Pompeo calls for N.K. sanctions implementation in talks with Russia


U.S. Secretary of State Mike Pompeo said Tuesday he emphasized the need to maintain sanctions on North Korea in talks with his Russian counterpart. Pompeo met with Russian Foreign Minister Sergey Lavrov in the Black Sea resort city of Sochi to discuss cooperation on various issues, including Iran, Venezuela and North Korea. At a joint press conference after the meeting, Pompeo said the two countries agree on the goal of North Korea’s denuclearization and will continue to discuss it. “I underscored that we must maintain full implementation of the U.N. sanctions until the final, fully verified denuclearization of North Korea is achieved,” he said. “Our two teams have been working very closely together on this in a very productive fashion.”


The U.S. and Russia have demonstrated gaps in their view of how denuclearization should be achieved, with Washington insisting on continued pressure and Moscow advocating an easing of U.N. sanctions in exchange for denuclearization steps. Lavrov said Russia is “promoting dialogue” between Washington and Pyongyang and is “prepared to support such a dialogue.” But he noted that North Korea expects concessions from the U.S. “Naturally we highlighted that the leadership of DPRK expects certain guarantees of security of their country reciprocated by denuclearization, and that denuclearization should be expanded over the whole of the Korean Peninsula,” the minister said through an interpreter. DPRK stands for North Korea’s formal name, the Democratic People’s Republic of Korea.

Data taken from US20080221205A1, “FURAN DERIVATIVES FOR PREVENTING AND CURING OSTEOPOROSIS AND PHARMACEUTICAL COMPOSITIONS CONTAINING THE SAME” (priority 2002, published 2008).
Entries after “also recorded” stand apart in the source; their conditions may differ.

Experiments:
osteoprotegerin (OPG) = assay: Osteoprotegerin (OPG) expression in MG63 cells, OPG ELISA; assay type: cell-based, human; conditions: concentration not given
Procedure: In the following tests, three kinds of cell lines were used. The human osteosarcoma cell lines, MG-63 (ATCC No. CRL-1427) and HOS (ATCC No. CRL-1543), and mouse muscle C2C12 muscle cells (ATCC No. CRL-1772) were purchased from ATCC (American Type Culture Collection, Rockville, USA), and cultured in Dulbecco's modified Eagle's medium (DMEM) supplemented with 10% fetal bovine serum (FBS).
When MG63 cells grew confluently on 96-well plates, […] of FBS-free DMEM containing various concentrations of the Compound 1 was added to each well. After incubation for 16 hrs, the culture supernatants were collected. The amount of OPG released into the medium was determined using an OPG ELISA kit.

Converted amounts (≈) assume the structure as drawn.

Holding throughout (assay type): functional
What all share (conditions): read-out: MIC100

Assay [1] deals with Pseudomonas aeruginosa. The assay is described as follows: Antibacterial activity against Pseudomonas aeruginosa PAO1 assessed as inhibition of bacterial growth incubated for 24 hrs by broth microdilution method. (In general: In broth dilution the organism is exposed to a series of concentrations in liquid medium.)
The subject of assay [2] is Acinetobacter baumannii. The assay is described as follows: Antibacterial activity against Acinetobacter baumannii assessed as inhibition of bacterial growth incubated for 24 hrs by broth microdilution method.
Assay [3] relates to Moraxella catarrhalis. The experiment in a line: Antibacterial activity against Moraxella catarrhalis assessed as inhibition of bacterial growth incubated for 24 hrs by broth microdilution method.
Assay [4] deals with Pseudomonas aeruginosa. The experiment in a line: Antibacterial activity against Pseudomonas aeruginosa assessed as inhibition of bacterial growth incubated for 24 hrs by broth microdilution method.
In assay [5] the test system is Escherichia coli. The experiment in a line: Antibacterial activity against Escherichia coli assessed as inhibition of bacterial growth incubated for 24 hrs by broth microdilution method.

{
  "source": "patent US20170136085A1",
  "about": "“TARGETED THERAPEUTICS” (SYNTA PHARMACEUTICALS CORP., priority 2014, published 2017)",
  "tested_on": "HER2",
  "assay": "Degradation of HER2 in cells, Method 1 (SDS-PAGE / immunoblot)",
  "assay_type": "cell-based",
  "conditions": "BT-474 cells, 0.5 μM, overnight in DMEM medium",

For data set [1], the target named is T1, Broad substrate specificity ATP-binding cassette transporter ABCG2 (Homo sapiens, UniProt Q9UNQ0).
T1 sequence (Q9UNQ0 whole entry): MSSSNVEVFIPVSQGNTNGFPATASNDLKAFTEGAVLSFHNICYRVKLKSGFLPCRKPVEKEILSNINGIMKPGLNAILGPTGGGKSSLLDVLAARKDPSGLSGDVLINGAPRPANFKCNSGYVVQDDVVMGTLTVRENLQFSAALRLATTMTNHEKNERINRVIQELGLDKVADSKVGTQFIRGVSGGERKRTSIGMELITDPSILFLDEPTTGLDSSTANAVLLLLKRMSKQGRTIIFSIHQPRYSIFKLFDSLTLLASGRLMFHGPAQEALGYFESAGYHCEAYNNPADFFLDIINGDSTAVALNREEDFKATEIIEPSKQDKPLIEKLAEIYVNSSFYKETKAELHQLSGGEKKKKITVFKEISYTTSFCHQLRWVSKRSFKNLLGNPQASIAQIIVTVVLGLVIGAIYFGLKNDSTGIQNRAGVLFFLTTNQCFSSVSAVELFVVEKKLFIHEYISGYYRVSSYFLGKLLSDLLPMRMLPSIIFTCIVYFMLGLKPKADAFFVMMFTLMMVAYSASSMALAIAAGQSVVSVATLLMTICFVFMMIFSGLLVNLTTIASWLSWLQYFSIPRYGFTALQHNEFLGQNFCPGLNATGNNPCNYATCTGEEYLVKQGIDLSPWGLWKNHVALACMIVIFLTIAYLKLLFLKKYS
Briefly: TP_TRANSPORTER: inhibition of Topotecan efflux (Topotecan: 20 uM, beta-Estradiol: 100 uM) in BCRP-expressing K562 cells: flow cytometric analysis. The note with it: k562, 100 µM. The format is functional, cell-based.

North Korea has expressed its commitment to the denuclearization of the Korean Peninsula, not just the North, apparently seeking the removal of the U.S. nuclear umbrella over South Korea. “We are positive that in the end we should strive to create a strong mechanism of peace and stability in Northeast Asia,” Lavrov added. U.S.-North Korea talks have stalled since their second summit in Vietnam in February collapsed without any agreement. Last month North Korean leader Kim Jong-un held his first summit with Russian President Vladimir Putin in Vladivostok. That meeting was seen as an attempt by Kim to leverage his ties with Putin to secure sanctions relief, a mission he failed to achieve during his latest summit with U.S. President Donald Trump.



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